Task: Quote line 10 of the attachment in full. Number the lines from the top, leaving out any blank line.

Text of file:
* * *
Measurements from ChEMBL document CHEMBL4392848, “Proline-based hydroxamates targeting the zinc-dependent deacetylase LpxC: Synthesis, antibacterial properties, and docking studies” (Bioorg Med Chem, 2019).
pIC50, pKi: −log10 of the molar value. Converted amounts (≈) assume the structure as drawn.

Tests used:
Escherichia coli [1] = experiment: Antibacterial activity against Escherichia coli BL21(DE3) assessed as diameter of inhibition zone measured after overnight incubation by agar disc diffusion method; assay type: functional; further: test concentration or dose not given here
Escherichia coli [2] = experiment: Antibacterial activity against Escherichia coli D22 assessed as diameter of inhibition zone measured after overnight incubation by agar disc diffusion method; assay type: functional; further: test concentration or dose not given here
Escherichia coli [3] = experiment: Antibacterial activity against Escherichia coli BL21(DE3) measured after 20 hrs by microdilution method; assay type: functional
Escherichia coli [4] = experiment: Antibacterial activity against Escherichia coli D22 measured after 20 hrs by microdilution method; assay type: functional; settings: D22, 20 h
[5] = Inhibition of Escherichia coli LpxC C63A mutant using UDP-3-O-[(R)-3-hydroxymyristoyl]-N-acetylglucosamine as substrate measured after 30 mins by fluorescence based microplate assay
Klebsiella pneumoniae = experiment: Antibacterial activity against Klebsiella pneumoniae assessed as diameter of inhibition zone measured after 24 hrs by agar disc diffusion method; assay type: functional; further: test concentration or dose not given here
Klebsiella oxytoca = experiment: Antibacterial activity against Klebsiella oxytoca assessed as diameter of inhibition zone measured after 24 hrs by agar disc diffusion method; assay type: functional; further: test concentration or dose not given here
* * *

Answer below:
Klebsiella oxytoca = experiment: Antibacterial activity against Klebsiella oxytoca assessed as diameter of inhibition zone measured after 24 hrs by agar disc diffusion method; assay type: functional; further: test concentration or dose not given here